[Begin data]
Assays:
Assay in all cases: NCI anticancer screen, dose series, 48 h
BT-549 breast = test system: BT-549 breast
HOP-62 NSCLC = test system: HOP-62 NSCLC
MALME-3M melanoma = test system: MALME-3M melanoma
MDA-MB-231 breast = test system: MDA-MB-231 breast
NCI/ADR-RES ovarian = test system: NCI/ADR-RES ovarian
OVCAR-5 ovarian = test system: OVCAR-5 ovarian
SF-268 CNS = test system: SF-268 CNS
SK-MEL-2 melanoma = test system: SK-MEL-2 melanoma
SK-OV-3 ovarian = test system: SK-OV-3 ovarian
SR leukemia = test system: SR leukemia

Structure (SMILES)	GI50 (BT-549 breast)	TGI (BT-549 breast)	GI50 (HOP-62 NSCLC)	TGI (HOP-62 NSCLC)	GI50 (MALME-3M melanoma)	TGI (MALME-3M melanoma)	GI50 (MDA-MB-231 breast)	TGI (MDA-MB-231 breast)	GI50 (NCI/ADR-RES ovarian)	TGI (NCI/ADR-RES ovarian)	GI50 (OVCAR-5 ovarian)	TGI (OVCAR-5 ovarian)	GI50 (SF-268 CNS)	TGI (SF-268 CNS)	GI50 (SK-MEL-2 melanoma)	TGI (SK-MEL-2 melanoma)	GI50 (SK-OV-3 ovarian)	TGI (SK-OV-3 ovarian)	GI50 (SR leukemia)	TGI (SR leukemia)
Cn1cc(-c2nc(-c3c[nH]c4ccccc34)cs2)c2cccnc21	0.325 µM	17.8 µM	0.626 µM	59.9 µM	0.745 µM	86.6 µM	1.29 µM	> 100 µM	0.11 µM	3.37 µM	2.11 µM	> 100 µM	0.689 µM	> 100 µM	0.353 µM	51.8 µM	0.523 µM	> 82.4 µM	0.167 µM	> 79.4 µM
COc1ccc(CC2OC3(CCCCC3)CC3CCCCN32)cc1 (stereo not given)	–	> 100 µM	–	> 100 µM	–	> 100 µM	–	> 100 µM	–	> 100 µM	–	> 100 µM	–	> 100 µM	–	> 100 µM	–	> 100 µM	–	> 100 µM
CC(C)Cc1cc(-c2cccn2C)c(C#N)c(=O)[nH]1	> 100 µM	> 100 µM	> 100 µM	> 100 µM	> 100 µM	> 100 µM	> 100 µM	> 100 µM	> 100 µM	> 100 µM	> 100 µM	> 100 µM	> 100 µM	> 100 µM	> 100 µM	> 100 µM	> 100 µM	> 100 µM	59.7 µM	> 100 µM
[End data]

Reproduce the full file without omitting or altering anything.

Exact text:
Assays:
Assay in all cases: NCI anticancer screen, dose series, 48 h
BT-549 breast = test system: BT-549 breast
HOP-62 NSCLC = test system: HOP-62 NSCLC
MALME-3M melanoma = test system: MALME-3M melanoma
MDA-MB-231 breast = test system: MDA-MB-231 breast
NCI/ADR-RES ovarian = test system: NCI/ADR-RES ovarian
OVCAR-5 ovarian = test system: OVCAR-5 ovarian
SF-268 CNS = test system: SF-268 CNS
SK-MEL-2 melanoma = test system: SK-MEL-2 melanoma
SK-OV-3 ovarian = test system: SK-OV-3 ovarian
SR leukemia = test system: SR leukemia

Structure (SMILES)	GI50 (BT-549 breast)	TGI (BT-549 breast)	GI50 (HOP-62 NSCLC)	TGI (HOP-62 NSCLC)	GI50 (MALME-3M melanoma)	TGI (MALME-3M melanoma)	GI50 (MDA-MB-231 breast)	TGI (MDA-MB-231 breast)	GI50 (NCI/ADR-RES ovarian)	TGI (NCI/ADR-RES ovarian)	GI50 (OVCAR-5 ovarian)	TGI (OVCAR-5 ovarian)	GI50 (SF-268 CNS)	TGI (SF-268 CNS)	GI50 (SK-MEL-2 melanoma)	TGI (SK-MEL-2 melanoma)	GI50 (SK-OV-3 ovarian)	TGI (SK-OV-3 ovarian)	GI50 (SR leukemia)	TGI (SR leukemia)
Cn1cc(-c2nc(-c3c[nH]c4ccccc34)cs2)c2cccnc21	0.325 µM	17.8 µM	0.626 µM	59.9 µM	0.745 µM	86.6 µM	1.29 µM	> 100 µM	0.11 µM	3.37 µM	2.11 µM	> 100 µM	0.689 µM	> 100 µM	0.353 µM	51.8 µM	0.523 µM	> 82.4 µM	0.167 µM	> 79.4 µM
COc1ccc(CC2OC3(CCCCC3)CC3CCCCN32)cc1 (stereo not given)	–	> 100 µM	–	> 100 µM	–	> 100 µM	–	> 100 µM	–	> 100 µM	–	> 100 µM	–	> 100 µM	–	> 100 µM	–	> 100 µM	–	> 100 µM
CC(C)Cc1cc(-c2cccn2C)c(C#N)c(=O)[nH]1	> 100 µM	> 100 µM	> 100 µM	> 100 µM	> 100 µM	> 100 µM	> 100 µM	> 100 µM	> 100 µM	> 100 µM	> 100 µM	> 100 µM	> 100 µM	> 100 µM	> 100 µM	> 100 µM	> 100 µM	> 100 µM	59.7 µM	> 100 µM